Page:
Wheelchair Users Sue Major Hotel Companies for Inaccessible Transportation

The Civil Rights Education and Enforcement Center (CREEC), along with three individuals who use wheelchairs for mobility, today filed federal class action lawsuits against three major hotel owner/operators, RLJ Lodging Trust, Hospitality Properties Trust, and Ashford Hospitality Trust, Inc.  Each lawsuit alleges that the hotel owner/operator discriminates against individuals with mobility disabilities in the provision of hotel shuttle transportation.  These three entities own or operate more than 500 hotels in the United States, including more than 50 in California. Specifically, the cases challenge the hotels’ consistent failure to provide accessible options when they choose to offer transportation services to guests, and charge that this failure violates the federal Americans with Disabilities Act and California state law. “For those of us who use wheelchairs and other mobility devices, it is difficult enough to get around most cities when we travel,” said Ruthee Goldkorn, a plaintiff in two of the cases who uses a wheelchair for mobility.  “As it stands at these hotels, all other hotel guests can get shuttled around the city to events, the airport, and downtown attractions, but we just get left at the hotel.  I joined this lawsuit to make hotel transportation services accessible for everyone.” “Hotels that choose to provide transportation services to their guests must include accessible transportation options,” said Timothy P. Fox, Executive Director of the Civil Rights Education and Enforcement Center and one of the lawyers for the plaintiffs in the three cases.  “This has been the law under the ADA for more than twenty years, and these three defendants have not complied with it.” “Offering a service to nondisabled guests while excluding...

Check Us Out in 5280 Magazine!

We’re starting the new year with a bang (or rather, a fancy accomplishment we’re going to boast shamelessly about). Tim and Amy were selected to 5280 Magazine’s Top Lawyers 2015 list and specifically recognized for their expertise in Civil Rights and Disability law. The list consists of 345 legal rock stars in the Denver metro area. You can scope out the list on 5280’s website or read it in the January 2015 issue, which is on newsstands now! 5280’s editors assembled the list by sending ballots to thousands of attorneys in the greater Denver area, asking them to recommend top lawyers in various legal categories. The editors also interviewed local lawyers to get an in-depth, insider look at the legal profession and its current up-and-comers and movers-and-shakers. For more information about how 5280 assembled their list, check out the FAQ about halfway down this page. CREEC congratulates all of the other fine lawyers on the list, especially the extraordinary company we find ourselves in under the heading “Civil Rights.”  We raise our glasses in the general direction of John Holland, David Lane, Mari Newman, Laura Rovner, Mark Silverstein and Rebecca Wallace.  And by “raise our glasses,” I mean we’d like to take you all out for drinks! Thank you to 5280 Magazine for including Amy and Tim (and CREEC) in their Top Lawyers...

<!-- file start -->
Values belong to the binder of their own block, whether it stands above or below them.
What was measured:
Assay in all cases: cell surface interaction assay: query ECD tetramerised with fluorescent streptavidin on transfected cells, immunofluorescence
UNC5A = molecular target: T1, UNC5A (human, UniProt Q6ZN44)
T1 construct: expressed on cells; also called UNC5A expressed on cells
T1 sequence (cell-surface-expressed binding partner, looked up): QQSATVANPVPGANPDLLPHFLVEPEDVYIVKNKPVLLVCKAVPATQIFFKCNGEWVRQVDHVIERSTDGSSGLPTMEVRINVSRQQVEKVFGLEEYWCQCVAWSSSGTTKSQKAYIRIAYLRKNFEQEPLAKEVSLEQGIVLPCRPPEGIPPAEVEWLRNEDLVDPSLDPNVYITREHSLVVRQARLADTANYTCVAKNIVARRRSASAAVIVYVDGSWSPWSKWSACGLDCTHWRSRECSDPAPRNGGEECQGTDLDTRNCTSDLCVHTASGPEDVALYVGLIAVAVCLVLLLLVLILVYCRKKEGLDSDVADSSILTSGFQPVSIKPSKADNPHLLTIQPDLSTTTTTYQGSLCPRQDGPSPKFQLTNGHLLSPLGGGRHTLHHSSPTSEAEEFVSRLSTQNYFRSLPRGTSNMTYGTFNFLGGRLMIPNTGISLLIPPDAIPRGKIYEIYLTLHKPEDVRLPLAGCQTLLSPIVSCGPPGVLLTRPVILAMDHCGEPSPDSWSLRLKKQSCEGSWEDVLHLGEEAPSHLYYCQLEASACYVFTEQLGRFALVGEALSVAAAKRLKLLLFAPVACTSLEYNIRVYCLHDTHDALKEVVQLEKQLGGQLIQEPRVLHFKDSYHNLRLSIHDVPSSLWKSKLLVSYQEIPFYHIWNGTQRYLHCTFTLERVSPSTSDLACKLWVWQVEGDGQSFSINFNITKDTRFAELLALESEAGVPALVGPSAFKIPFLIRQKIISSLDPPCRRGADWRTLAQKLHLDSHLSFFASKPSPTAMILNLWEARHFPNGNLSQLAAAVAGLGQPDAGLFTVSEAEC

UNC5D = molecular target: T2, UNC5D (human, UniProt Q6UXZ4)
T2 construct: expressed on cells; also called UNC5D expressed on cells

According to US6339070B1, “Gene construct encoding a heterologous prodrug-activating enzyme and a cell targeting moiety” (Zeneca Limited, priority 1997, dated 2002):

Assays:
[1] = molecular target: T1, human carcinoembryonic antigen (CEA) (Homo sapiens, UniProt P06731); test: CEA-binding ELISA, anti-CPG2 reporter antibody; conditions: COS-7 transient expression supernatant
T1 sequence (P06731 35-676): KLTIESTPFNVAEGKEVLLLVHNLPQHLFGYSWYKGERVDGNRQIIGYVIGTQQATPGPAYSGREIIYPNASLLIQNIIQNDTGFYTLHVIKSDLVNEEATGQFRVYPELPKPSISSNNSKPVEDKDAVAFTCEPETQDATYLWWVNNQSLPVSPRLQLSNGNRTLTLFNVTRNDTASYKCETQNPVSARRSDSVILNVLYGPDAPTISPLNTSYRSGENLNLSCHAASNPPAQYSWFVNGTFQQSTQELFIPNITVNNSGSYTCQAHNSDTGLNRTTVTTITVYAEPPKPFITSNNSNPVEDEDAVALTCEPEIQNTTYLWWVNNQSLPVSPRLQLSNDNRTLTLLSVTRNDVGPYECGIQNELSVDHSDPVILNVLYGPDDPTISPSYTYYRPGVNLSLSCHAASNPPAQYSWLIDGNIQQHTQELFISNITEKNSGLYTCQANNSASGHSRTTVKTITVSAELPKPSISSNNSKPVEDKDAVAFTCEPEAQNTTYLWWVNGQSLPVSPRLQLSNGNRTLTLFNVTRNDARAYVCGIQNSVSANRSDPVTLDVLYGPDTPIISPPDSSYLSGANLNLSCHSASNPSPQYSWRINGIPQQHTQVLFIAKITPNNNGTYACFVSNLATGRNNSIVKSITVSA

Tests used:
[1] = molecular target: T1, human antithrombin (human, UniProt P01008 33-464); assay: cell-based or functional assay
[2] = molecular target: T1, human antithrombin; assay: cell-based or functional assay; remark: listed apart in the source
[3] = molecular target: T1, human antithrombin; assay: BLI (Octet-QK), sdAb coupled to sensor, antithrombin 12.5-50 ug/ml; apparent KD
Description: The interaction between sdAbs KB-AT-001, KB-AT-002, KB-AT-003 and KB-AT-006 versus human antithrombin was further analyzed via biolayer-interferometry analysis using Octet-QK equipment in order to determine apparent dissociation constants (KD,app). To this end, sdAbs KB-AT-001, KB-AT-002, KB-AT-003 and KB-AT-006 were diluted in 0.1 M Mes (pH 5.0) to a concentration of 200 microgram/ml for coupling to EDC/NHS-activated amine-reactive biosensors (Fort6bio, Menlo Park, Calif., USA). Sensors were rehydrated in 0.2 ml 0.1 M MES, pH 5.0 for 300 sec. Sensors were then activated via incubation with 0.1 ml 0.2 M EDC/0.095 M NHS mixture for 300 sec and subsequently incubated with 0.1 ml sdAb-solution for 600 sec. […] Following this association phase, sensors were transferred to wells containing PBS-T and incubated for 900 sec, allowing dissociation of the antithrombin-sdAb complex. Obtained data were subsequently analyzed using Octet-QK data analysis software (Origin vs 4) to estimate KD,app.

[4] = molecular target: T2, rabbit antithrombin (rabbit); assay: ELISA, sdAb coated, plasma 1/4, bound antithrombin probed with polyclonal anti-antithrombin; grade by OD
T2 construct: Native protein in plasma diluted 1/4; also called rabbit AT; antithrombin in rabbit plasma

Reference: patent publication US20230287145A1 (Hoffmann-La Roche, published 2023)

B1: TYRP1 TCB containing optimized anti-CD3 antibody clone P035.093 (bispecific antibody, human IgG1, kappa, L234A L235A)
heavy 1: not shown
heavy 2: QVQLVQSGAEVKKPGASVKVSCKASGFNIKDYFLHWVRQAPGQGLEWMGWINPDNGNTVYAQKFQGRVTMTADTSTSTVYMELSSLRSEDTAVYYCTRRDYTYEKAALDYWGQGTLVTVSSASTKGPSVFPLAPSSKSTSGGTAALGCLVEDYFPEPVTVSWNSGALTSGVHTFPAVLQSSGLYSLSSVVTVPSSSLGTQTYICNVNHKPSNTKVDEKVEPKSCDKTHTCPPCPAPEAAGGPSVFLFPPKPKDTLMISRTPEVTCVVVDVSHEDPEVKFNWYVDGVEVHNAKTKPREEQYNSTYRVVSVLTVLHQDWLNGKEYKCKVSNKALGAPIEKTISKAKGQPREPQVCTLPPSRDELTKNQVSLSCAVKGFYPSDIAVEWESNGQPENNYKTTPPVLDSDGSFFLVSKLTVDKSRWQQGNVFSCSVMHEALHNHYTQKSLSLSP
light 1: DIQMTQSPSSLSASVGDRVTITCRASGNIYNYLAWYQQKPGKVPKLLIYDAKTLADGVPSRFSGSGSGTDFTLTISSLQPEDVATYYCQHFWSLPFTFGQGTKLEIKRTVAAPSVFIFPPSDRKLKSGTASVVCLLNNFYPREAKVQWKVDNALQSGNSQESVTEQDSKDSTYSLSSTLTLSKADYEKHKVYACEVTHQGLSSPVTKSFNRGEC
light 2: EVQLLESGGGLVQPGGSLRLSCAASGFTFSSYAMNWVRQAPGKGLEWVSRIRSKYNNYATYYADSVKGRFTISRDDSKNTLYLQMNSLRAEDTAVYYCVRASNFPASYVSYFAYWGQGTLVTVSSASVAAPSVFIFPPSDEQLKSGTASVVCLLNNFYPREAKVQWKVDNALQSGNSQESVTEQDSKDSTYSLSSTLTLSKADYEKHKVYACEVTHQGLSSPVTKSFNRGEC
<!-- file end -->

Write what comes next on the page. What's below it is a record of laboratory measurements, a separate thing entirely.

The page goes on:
CREEC Receives Grant in Honor of Eleanor Crow, Colorado Civil Rights Advocate

Late last year, CREEC was honored to have received a grant allocated by the heirs of Eleanor Elizabeth Gish Crow.  Based on Eleanor’s lifelong commitment to civil rights in general and fair housing specifically, her family and heirs decided that a donation to CREEC would be a fitting way to honor her memory and continue the work about which she was most passionate. Eleanor was a giant in several fields, notably mathematics, community activism, and civil rights.  Born in 1917, she earned Bachelor’s and Master’s Degrees in Mathematics and was tapped to work on the Manhattan Project; she was also a public school physics teacher.  After moving to Colorado in the early 1950s, Eleanor pursued a Ph.D. in Psychology at the University of Colorado-Boulder.  While living in Boulder she became involved in community activism and helped pass the Boulder Human Rights Ordinance.  She began working with the Colorado Civil Rights Commission in 1965 and remained there until 1985.  Eleanor was active in a plethora of organizations geared towards public justice, such as the American Association for Affirmative Action, the League of Women Voters, Mental Health Partners, the National Association of Human Rights Workers, the American Association of University Women, and the National Organization for Women. Eleanor’s commitment to fair housing issues was most apparent in her active role as a board member for the anti-discrimination non-profit Housing for All.  It was in that context that I met Eleanor, and got the benefit of her experience and expertise. What was most striking, though, was that I did not learn of all of all the rest of her amazing life experience...
Support CREEC